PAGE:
Suicide note reveals top NIS spy’s battle with depression

A senior intelligence officer, who police say committed suicide, reportedly complained about his marital problems and added that no one should be blamed for his death.

Tom Adala, deputy director of the National Intelligence Service (NIS) headquarters in Ruaraka, was found dead at his home in Kirichwa Road, Kilimani estate in Nairobi, on Tuesday morning.

A nephew reported at the Kilimani police station that Adala shot himself in the head.

The bullet passed through the head on the left side and exited on the right. His body was found in the service house.

In the master bedroom, police found a black notebook in which Adala had summarized some of the problems that allegedly led to the suicide.

Rounds and magazines.

The book is now at the Directorate of Criminal Investigations (DCI) office in Kilimani. It is considered a suicide note. The book is the size of a pocket diary.

Sources familiar with the matter told Nation that Adala had said he faced numerous challenges after separating from his wife. The couple was going through a divorce. Adala was the son of Otuko Adala, the first Kenyan ambassador to Russia from 1964 to 1968.

The elder Adala also served as president of the Luo Council of Elders. In the last communication to his family through a one-page note, Adala said that his children, who live with his ex-wife, should visit his grave.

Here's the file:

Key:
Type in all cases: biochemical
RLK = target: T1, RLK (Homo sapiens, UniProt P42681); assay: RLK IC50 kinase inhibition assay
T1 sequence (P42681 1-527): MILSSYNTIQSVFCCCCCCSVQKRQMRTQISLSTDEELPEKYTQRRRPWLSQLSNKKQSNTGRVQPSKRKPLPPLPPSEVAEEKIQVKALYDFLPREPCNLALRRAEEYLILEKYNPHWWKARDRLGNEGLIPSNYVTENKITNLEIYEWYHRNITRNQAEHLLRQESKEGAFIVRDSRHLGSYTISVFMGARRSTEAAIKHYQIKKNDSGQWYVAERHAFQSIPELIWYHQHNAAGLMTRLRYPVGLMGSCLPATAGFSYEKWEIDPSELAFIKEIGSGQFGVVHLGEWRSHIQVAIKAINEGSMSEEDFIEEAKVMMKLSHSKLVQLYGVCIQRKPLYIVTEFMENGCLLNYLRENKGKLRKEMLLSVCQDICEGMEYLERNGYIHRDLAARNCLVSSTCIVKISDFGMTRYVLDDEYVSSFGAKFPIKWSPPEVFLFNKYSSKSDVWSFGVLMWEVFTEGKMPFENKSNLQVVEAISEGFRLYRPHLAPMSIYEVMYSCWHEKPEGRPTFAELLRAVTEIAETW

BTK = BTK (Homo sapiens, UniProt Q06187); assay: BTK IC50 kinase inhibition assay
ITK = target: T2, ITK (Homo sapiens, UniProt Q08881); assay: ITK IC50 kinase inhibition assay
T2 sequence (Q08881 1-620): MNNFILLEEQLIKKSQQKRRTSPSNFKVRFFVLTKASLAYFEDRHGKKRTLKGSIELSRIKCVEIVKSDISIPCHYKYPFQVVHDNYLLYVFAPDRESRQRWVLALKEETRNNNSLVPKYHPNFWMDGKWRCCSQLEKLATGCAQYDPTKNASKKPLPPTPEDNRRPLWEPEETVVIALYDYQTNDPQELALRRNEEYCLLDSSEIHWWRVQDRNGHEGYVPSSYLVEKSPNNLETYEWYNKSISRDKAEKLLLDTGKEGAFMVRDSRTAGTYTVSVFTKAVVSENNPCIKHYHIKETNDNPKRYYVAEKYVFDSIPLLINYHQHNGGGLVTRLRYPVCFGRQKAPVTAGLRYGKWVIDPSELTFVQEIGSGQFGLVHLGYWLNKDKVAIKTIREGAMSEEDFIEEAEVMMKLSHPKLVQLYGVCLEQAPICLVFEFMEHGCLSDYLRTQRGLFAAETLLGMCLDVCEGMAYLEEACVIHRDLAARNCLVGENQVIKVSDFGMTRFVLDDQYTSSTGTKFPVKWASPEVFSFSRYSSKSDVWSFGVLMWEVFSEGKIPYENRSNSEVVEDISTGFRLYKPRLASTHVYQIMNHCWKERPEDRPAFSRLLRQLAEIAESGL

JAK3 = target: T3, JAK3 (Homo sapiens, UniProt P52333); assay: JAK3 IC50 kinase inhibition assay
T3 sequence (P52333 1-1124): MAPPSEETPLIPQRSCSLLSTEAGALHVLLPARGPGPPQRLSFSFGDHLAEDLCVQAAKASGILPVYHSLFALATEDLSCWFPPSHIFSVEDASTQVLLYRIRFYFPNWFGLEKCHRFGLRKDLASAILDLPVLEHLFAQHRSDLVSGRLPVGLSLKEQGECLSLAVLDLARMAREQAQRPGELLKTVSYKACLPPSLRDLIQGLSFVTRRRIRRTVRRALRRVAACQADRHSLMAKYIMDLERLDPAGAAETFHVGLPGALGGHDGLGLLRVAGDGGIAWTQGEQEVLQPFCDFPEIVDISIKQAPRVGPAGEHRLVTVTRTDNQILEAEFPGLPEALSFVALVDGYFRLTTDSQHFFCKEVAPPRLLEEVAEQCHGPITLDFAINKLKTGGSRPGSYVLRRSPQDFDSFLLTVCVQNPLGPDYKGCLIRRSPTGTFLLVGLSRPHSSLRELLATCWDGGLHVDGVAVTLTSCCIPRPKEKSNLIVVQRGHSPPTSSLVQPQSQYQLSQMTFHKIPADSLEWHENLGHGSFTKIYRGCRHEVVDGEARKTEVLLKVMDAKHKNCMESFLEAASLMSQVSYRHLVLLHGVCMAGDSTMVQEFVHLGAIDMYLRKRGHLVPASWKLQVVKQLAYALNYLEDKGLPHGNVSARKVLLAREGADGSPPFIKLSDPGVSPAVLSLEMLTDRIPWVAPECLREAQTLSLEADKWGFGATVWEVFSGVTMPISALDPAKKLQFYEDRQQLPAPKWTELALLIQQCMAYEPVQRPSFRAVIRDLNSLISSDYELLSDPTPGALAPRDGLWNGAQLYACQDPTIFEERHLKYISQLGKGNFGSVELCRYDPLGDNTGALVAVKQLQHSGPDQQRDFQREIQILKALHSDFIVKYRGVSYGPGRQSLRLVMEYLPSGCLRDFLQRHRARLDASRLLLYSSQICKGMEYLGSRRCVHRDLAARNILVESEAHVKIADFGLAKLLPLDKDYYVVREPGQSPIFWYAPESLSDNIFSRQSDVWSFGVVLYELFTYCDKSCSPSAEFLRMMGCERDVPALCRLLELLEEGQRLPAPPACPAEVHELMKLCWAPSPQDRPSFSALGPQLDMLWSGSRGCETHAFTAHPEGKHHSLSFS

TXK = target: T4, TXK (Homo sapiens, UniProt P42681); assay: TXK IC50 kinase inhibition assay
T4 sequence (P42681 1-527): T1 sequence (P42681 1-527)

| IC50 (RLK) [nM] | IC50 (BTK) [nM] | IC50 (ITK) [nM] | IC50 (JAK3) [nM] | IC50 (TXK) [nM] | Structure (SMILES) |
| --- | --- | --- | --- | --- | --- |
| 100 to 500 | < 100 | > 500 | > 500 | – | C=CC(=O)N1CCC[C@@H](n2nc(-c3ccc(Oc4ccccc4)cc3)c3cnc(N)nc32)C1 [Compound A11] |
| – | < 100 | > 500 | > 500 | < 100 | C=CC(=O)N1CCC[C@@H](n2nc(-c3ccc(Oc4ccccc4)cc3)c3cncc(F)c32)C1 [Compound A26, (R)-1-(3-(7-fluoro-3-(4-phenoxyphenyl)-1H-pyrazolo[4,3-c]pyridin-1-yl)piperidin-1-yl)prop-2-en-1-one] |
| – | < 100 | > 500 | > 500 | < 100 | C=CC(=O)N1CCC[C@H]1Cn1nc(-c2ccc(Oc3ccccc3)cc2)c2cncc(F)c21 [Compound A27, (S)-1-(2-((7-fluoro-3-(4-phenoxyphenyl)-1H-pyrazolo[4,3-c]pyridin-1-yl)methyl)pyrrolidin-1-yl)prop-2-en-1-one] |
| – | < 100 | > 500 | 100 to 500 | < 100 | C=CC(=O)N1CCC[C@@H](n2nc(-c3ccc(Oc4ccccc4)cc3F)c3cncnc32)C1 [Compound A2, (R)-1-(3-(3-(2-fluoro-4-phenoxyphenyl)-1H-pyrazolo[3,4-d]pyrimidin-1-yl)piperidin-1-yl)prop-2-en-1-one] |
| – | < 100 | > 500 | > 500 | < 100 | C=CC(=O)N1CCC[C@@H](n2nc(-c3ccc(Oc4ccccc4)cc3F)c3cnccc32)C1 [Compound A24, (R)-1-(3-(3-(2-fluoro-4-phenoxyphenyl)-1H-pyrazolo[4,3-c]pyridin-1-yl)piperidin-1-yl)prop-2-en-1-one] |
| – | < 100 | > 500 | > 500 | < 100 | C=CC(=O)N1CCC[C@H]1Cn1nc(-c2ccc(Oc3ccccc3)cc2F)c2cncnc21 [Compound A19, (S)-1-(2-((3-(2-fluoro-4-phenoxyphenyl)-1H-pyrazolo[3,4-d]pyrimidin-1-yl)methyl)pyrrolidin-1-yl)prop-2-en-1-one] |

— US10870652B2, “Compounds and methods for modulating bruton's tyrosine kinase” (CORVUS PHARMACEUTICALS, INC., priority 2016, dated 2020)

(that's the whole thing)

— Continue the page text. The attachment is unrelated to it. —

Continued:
Sources said Adala had shared with his colleagues the pain of separating from his wife.

At the end of the note dated June 2, which he signed, Adala wrote: “No one should be blamed for this.” Adala’s friends and colleagues, who spoke confidentially to The Nation, said he had been struggling with depression and even sought treatment.

Colleagues said the situation worsened when he was transferred to his new station as head of the Violence Against Extremism Unit during recent personnel changes at NIS headquarters. The transfer, according to friends and co-workers, was like a demotion.

“We visited him at his home several times when he did not show up for work after personnel changes. Adala wanted to resign but we urged him to stay,” said a senior officer who worked and interacted with him.

According to police, Adala’s nephew said he last saw him on Monday at 10 pm when he retired to his upstairs room.

The nephew said he also slept downstairs.

spent cartridge

He woke up on Tuesday morning and the maid told him that Adala had not shown up for breakfast at 9 in the morning.

The nephew said he went to see his uncle but did not find him. He asked the guard if his uncle had left at night but was told no.

Minutes later, he came across the body in the servant’s house. She then called other relatives who informed the police.

Senior police officers who responded to the scene found a pistol with a spent cartridge and a magazine with three bullets, according to the police report.

A spare magazine with 13 bullets was found in Adala’s bedroom. The suicide note was on the bed. It is unclear why no one in the complex heard the gunshot and at what time Adala had moved out of the main house.

The body lies in state at Lee Funeral Home. The Principal Secretary of the Interior, Raymond Omollo, lamented Adala as a dedicated officer.

“Adala was a wonderful friend to many,” the PS said in a post on Facebook.

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